In one of Silicon Valley's latest attempts to tackle our online misinformation crisis, Google announced a new feature that warns U.S. users about trending topics that don't have reliable search results yet. The prompt cautions users that, "it looks like these results are changing quickly," further explaining that "if this topic is new, it can sometimes take time for results to be added by reliable sources," according to an image on Google's announcement published on Friday. The tool is designed to detect searches on topics that are "rapidly evolving," like breaking news or other subjects garnering a surge of interest, that "a range of sources" have not weighed in on yet. However, Google's announcement didn't say exactly what would be considered a reliable source nor how it'd assess the reliability of said sources. The danger of online misinformation has been a widespread concern levied against tech companies for many years now.
It's been discovered recently that Google is testing a feature that would autoplay videos directly in search results. Right now, it appears this functionality only works when a user's search query is related to movies and TV shows. Google's autoplay videos in search results was first spotted by Jennifer Slegg from the search specialist website The SEM Post. Slegg claims that autoplaying videos will appear on the right-hand side of search results inside the knowledge panel. Some ad blockers and web browsers are able to prevent videos from playing automatically, however.
Senator was labeled as a bigot in search results. The North Carolina Republican lawmaker, whose Google results Friday yielded a photo of her with the word "bigot" across the bottom, fired back on Saturday, saying the tech company's apology "rang a bit hollow." State Sen. Trudy Wade released a statement on her website Saturday about the "Google firestorm," saying that while "I appreciate Google's belated apology, if I'm being completely honest it rang a bit hollow." A photo of North Carolina State Senator Trudy Wade appeared in Google's Knowledge Panel with the word'bigot' written across the bottom. The controversial image that appeared on the right side of the page, reported by Vice News, showed the word "bigot" written in capital red letters under Wade's headshot.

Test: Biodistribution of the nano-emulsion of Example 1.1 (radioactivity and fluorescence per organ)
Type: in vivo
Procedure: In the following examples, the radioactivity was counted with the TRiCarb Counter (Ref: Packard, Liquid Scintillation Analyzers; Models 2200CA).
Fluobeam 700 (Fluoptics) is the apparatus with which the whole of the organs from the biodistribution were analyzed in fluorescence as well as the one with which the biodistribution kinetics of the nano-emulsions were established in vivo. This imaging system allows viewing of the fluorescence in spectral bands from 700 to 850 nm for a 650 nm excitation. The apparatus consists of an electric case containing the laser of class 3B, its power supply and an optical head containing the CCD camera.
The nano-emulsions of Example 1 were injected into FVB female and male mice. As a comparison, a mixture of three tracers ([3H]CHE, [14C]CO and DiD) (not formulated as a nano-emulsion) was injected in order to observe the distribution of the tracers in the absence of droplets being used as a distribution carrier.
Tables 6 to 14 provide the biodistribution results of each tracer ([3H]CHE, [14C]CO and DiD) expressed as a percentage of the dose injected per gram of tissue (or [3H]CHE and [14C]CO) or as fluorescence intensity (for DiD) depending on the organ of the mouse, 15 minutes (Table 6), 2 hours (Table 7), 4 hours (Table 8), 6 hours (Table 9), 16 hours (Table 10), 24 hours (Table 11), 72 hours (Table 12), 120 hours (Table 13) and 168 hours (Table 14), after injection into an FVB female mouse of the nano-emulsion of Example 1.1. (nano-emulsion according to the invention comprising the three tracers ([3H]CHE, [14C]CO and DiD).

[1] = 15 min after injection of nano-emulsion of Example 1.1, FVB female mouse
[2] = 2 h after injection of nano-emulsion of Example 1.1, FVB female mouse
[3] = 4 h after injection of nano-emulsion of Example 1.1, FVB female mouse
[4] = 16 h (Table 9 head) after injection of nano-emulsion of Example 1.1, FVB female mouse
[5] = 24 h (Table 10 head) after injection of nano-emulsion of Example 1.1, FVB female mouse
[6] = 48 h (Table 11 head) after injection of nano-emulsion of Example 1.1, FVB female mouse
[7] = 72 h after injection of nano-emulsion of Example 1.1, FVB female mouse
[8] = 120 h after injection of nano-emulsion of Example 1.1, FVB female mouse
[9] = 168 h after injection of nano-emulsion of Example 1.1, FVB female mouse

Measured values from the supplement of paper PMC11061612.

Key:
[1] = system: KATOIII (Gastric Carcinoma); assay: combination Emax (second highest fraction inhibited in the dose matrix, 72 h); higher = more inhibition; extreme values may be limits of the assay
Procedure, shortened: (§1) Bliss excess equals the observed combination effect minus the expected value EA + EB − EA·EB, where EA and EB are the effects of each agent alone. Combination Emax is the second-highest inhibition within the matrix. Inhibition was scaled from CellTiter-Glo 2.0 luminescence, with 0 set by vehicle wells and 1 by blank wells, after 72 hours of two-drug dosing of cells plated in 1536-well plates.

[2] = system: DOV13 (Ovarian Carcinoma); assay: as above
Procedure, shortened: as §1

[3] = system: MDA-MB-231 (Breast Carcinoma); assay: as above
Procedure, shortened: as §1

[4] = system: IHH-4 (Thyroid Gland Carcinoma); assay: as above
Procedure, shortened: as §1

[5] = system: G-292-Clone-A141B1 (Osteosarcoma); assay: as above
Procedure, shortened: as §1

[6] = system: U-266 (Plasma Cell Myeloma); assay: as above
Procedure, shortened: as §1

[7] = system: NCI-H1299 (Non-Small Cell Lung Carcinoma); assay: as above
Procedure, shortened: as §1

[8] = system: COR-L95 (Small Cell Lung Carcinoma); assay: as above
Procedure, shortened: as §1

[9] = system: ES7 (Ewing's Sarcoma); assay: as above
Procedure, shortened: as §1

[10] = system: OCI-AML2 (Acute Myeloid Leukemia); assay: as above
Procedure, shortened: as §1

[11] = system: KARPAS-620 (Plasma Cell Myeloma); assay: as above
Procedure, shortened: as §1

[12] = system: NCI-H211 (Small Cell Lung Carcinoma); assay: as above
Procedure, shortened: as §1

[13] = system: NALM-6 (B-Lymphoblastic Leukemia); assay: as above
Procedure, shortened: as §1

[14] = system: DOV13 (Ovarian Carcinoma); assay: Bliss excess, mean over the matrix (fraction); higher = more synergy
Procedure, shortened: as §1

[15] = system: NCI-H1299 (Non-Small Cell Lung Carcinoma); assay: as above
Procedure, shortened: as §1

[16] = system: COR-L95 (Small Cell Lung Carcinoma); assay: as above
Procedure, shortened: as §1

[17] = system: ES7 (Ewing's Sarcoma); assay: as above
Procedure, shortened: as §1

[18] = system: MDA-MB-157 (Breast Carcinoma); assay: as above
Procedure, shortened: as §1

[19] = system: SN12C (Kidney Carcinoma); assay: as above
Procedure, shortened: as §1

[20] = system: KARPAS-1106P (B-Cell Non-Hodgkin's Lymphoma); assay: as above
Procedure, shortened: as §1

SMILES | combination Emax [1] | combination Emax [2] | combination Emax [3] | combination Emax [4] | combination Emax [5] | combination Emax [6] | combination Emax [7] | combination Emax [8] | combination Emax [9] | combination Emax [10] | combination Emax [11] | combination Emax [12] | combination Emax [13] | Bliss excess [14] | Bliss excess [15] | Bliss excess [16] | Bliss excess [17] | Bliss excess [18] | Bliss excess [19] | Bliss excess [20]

Google is going to start asking people if they're depressed. The company hopes that people can use the questionnaire to get help more quickly and to improve their quality of life, it said. Noting that clinical depression is incredibly common – around on in five Americans will experience it – and that people often wait for years to get help, it said that it would add a screening questionnaire that would give people more practical help if it thinks they are searching to find out whether or not they have the condition. The clinically validated questions, known as PHQ-9, can help identify the levels of depressive symptoms a person has and will pop up just from the search result. People will be able to tap on a button that says "Check if you're clinically depressed" and then directed towards a quiz, which makes clear that the answers will be kept entire private.